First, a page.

Visiting Forces Agreement

VFA side agreement now up for Malacañang review, says Lorenzana

Sofia Tomacruz
VFA side agreement now up for Malacañang review, says Lorenzana

ALLIES. US Defense Secretary Lloyd J. Austin III and PH Secretary of National Defense Delfin N. Lorenzana face the media together during the Joint Press Briefing held in Camp General Emilio Aguinaldo, Quezon City July 30, 2021.


Following President Rodrigo Duterte’s decision to keep the military deal, what comes next?

A side agreement complementing the Visiting Forces Agreement (VFA) between the Philippines and United States was now being reviewed by President Rodrigo Duterte’s office, Defense Secretary Delfin Lorenzana said in a recent Rappler Newsmaker interview

Lorenzana said the side agreement would touch the issue of custody of troops temporarily in the Philippines – a controversial provision of the VFA, which Duterte had decided to ultimately keep in force after over a year of threatening to terminate it. 

VFA side agreement now up for Malacañang review, says Lorenzana

“I believe that after the retraction of the termination letter, I suppose that document will move forward…. It’s on the drawing board, it’s in Malcañang and is just waiting for the scrutiny of the OP (Office of the President) before it goes to the President,” Lorenzana said.

The defense chief said the document was crafted in coordination with US officials through the Presidential Commission on Visiting Forces (PCVF). Lorenzana said he was not privy to its contents, but expected the side agreement would tackle the issue of “true custody” of American military personnel, which had been an “irritant” for the Philippine side. 

Public scrutiny over the issue of custody and the exercise of criminal jurisdiction had been renewed in 2020, after Duterte pardoned US Marine Joseph Scott Pemberton, who was convicted in December 2015 for the gruesome murder of Filipina transgender Jennifer Laude.

Napakarami ang mga against na Filipino sa atin kasi katulad noong mga namatay, na-rape na hindi natin mahawak despite the fact that they committed the crimes here in the Philippines, so ‘yon ang one of the most contentious issue,” Lorenzana said. 

(There are many Filipinos against this because there have those [soldiers] who murdered, raped, who we could not hold onto despite the fact that they committed the crimes here in the Philippines, so that is one of the most contentious issues.)

Asked if Duterte wanted a specific agreement on this as a condition for keeping the VFA, Lorenzana said the President did not ask for such. Rather, officials from the PCVF and security sector pursued the side agreement to address the public’s concerns and shape a way forward for the VFA’s implementation “na hindi naman argrabyado yung mga tao natin (in a way that was not disadvantageous to us),” he added.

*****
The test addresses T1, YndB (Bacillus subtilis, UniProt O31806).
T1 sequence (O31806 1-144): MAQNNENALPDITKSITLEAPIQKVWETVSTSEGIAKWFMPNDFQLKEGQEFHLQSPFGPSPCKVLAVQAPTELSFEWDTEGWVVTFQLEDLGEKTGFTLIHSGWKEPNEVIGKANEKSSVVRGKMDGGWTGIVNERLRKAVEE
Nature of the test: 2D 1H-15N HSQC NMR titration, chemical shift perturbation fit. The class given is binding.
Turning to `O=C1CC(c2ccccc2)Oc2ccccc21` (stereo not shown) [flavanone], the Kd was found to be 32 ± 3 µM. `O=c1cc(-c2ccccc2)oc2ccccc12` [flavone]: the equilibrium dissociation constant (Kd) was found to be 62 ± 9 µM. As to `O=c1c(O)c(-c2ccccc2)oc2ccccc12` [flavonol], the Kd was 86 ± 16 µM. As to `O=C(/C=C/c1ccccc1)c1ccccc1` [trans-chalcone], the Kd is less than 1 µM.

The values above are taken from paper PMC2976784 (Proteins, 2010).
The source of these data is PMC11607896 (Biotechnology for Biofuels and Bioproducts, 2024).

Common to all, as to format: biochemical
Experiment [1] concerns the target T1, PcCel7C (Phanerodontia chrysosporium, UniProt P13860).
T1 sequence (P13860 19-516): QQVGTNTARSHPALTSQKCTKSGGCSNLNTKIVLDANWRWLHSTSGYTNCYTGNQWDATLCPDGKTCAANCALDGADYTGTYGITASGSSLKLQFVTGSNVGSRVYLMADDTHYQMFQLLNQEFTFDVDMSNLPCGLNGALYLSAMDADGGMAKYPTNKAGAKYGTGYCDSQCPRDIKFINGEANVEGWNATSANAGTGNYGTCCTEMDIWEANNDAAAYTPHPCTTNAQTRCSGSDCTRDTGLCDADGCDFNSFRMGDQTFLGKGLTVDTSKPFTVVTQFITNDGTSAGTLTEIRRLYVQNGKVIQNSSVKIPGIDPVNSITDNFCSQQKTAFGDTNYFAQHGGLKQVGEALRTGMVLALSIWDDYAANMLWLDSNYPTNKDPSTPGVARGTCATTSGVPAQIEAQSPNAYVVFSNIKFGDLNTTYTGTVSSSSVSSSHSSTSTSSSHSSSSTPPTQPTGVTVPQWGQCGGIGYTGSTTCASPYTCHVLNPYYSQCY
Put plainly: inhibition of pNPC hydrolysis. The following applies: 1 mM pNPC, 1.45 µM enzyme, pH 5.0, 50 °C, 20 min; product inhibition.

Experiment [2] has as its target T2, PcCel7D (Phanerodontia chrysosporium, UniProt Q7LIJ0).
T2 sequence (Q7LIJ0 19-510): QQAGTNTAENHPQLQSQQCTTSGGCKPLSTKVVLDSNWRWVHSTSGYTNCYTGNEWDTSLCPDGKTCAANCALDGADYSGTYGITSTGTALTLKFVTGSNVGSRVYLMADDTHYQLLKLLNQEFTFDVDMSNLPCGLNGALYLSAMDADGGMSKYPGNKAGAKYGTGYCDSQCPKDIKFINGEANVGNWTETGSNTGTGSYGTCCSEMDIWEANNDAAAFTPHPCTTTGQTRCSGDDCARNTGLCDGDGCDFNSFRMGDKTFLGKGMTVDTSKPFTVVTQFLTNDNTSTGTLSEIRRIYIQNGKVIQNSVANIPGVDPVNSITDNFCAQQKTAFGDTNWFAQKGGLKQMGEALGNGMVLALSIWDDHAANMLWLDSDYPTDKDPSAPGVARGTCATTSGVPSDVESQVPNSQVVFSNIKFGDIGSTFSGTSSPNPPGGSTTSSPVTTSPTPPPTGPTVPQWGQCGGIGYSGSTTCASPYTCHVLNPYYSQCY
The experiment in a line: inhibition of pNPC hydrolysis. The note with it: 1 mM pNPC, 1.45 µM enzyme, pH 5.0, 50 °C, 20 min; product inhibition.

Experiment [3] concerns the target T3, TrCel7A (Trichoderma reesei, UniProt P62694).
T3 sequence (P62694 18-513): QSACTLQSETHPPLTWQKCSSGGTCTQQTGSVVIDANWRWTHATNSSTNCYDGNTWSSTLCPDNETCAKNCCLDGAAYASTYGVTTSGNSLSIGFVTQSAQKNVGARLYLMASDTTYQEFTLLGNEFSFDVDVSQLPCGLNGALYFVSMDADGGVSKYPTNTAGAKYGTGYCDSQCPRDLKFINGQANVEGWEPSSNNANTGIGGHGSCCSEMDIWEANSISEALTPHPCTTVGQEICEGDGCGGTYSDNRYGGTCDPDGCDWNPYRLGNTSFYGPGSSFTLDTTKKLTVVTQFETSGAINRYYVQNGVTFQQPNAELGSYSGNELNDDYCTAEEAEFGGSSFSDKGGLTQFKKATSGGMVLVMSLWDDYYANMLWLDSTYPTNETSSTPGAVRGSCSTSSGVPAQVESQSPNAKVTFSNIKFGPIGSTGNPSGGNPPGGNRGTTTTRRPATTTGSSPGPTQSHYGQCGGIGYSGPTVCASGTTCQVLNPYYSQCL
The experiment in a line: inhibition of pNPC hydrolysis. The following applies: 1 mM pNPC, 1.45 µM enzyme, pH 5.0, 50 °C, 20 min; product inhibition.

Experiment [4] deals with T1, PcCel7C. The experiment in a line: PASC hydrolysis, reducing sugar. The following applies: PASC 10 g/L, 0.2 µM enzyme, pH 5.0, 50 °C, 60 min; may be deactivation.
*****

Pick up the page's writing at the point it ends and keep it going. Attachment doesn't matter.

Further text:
Hindi naman kami inutusan ni Presidente. Kusang-loob lang kami na tignan natin yung agreement (The President did not order us. We took it upon ourselves to consider that agreement),” Lorenzana said. 

A senior Philippine government official earlier told Rappler the side agreement had been a product of intense negotiations and involved guidelines on “when and how” Philippine authorities would exercise jurisdiction and custody. 

“The lack of implementing guidelines has created much problems. Having them will ensure predictability, transparency and fairness in the process,” said the official who declined to be named because they were not authorized to speak on the matter. 

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Earlier, Duterte cited the move of the US to donate COVID-19 vaccine doses as a factor that pushed him to keep the VFA. The President made the decision after meeting with US Defense Secretary Lloyd Austin III, the first cabinet member of President Joe Biden to visit the Philippines. 

Balikatan to go ‘full blast,’ but still no West Philippine Sea patrols

With the VFA no longer under threat, Lorenzana said Balikatan military exercises between the two countries would now go on “full blast” in the coming year, if the pandemic would allow. Annual Balikatan (shoulder-to-shoulder) military exercises had been one aspect of security activities placed on hold due to the uncertainty spurred by the termination and successive extensions on the VFA’s suspension.  

Lorenzana said discussions with Austin also touched on the acquisition of more military equipment for the Philippines, as well as, how to maintain a peaceful South China Sea. 

With the VFA now secure, could joint patrols between the Philippines and foreign countries resume? 

Sa ngayon, hindi na muna siguro (For now, maybe not),”  Lorenzana said, adding the matter would need closer study on its “benefits” to the country. Despite this, Lorenzana said the Philippines’ position would also not stop other countries from conducting patrols in the South China Sea. 

Meanwhile, asked if the Enhanced Defense Cooperation Agreement (EDCA) had been discussed with Austin, Lorenzana said the two defense chiefs had not been able to tackle it. 

Diplomats and security officials agreed that while the VFA was critical, equally important would be seeing progress in EDCA’s implementation, another key military deal between the two countries. 

After Lorenzana announced the Philippines would keep the VFA, Foreign Secretary Teodoro Locsin Jr. earlier said the US had shown its “commitment to fulfill its obligations to us under the alliance.” 

“They have addressed issues arising from our security relationship with good faith.  Together, we have moved forward on the basis of common interest, shared values and mutual respect,” he said. –

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Sofia Tomacruz

Sofia Tomacruz covers foreign affairs and is the lead reporter on the coronavirus pandemic. She also writes stories on the treatment of women and children. Follow her on Twitter via @sofiatomacruz. Email her at